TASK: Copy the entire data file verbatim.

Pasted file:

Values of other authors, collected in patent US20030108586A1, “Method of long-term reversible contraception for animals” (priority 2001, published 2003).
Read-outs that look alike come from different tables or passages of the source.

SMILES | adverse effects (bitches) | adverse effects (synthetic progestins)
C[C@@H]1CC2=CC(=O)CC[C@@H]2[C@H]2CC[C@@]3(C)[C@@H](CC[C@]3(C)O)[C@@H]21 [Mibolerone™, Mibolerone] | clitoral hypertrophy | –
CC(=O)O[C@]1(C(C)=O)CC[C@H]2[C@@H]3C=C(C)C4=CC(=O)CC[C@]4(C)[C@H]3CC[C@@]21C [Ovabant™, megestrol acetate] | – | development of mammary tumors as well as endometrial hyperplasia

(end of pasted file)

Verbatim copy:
Values of other authors, collected in patent US20030108586A1, “Method of long-term reversible contraception for animals” (priority 2001, published 2003).
Read-outs that look alike come from different tables or passages of the source.

SMILES | adverse effects (bitches) | adverse effects (synthetic progestins)
C[C@@H]1CC2=CC(=O)CC[C@@H]2[C@H]2CC[C@@]3(C)[C@@H](CC[C@]3(C)O)[C@@H]21 [Mibolerone™, Mibolerone] | clitoral hypertrophy | –
CC(=O)O[C@]1(C(C)=O)CC[C@H]2[C@@H]3C=C(C)C4=CC(=O)CC[C@]4(C)[C@H]3CC[C@@]21C [Ovabant™, megestrol acetate] | – | development of mammary tumors as well as endometrial hyperplasia